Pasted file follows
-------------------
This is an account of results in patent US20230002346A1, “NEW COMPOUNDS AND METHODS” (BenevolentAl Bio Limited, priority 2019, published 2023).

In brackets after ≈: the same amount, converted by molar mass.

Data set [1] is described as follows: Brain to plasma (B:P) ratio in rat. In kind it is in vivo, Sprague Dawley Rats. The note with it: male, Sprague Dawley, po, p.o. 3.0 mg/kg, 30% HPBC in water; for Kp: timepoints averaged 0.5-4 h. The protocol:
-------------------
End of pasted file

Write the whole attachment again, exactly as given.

This is an account of results in patent US20230002346A1, “NEW COMPOUNDS AND METHODS” (BenevolentAl Bio Limited, priority 2019, published 2023).

In brackets after ≈: the same amount, converted by molar mass.

Data set [1] is described as follows: Brain to plasma (B:P) ratio in rat. In kind it is in vivo, Sprague Dawley Rats. The note with it: male, Sprague Dawley, po, p.o. 3.0 mg/kg, 30% HPBC in water; for Kp: timepoints averaged 0.5-4 h. The protocol: